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Before the Civil War, about 20,000 enslaved African Americans resided in what is today West Virginia. Focused largely in four areas (the Shenandoah Valley, the South Branch Valley, the Kanawha Valley, and the Greenbrier Valley), enslaved African Americans labored in a variety of occupations and settings throughout the region. When West Virginia officially became a state in June 1863, the new state constitution contained only a gradual emancipation clause. However, in February 1865, the West Virginia legislature officially abolished slavery in the state.

  • Slavery in West Virginia Highway Historical Marker
  • Photograph of "Aunt Susan" and unknown infant taken in Wheeling in April 1865
  • A runaway slave advertisement from Hampshire County (1845)

By the Civil War, there were just under four million enslaved African Americans living in the South. Virginia had an enslaved population of nearly 500,000, the largest enslaved population of any southern state at the time. In the western Virginia counties that would eventually become the state of West Virginia, enslaved African Americans were much less prevalent than in counties in the eastern part of the commonwealth. In 1850, the future state of West Virginia contained roughly 20,500 enslaved African Americans, which constituted just under seven percent of the total population. By the Civil War, these numbers had declined slightly. 

In western Virginia on the eve of the Civil War, the enslaved African American population was focused largely in four areas. The Shenandoah Valley counties of Berkeley and Jefferson boasted a total enslaved African American population of just over 5,600. Berkley County, in fact, had not only the largest number of enslaved African Americans of any western Virginia county (nearly 4,000), but also the highest proportion of enslaved persons to overall population (about twenty-eight percent). The Kanawha Valley counties of Kanawha and Putnam possessed almost 2,800 enslaved African Americans, while the South Branch Valley counties of Hampshire and Hardy contained nearly 2,300. Finally, in Greenbrier County, just over 1,500 African Americans were held in bondage. 

While the number of enslaved African Americans in other parts of the South dwarfed the number of enslaved African Americans in western Virginia, slavery was still incredibly important to the economy of western Virginia. Enslaved African Americans labored in a variety of occupations and settings. They worked as kettle-tenders, miners, packers, teamsters, and general laborers in the saltworks and coal mines of the Kanawha Valley. In the Shenandoah, South Branch, and Greenbrier valleys, enslaved African Americans toiled as field hands on large wheat plantations. Throughout western Virginia, they could also be found working as field hands on small family farms, as general laborers on public works projects, and as domestic servants in wealthy households.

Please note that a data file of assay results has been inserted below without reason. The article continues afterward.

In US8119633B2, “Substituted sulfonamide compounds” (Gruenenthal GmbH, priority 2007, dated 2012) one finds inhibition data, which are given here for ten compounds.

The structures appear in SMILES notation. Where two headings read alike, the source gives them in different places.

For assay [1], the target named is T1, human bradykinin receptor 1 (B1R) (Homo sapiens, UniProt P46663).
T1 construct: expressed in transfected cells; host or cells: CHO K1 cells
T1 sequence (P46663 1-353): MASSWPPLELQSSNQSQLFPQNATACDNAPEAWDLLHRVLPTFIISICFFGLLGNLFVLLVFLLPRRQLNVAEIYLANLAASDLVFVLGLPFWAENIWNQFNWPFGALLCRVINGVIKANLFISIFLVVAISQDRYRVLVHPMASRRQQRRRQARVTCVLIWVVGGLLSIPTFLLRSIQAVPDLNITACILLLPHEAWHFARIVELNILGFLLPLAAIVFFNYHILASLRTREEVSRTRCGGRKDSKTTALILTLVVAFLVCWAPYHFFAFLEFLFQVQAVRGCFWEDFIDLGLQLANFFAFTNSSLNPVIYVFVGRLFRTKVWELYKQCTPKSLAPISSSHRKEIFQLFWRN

The onset of the Civil War and the West Virginia statehood movement precipitated the end of slavery in western Virginia. Early in the conflict, federal armies invaded and controlled large swaths of western Virginia. When Union forces neared, enslaved African Americans emancipated themselves by fleeing to federal lines. Some were sent to contraband camps, while others congregated in cities and towns. Many provided labor for the Union war effort. When President Abraham Lincoln’s Emancipation Proclamation went into effect on January 1, 1863, it only declared enslaved African Americans residing in the Confederacy to be free. When West Virginia officially became a state later that same year, the state constitution only called for gradual emancipation. Finally, in February 1865, the West Virginia legislature officially abolished slavery in the state.

In 2018, as part of its Civil War sesquicentennial project, the West Virginia Highway Historical Marker Program of the West Virginia Archives and History installed a marker to acknowledge the existence of slavery in what eventually became the Mountain State. It stands along Kanawha Boulevard East in Charleston. 

Graham, Henry S. and Edwin Hergesheimer. "Map of Virginia: Showing the Distribution of Its Slave Population from the Census of 1860." Library of Congress. Web. 06 September 2020 <>.

Stealey III, John Edmund "Slavery." e-WV: The West Virginia Encyclopedia. 29 October 2010. Web. 06 September 2020 <>.

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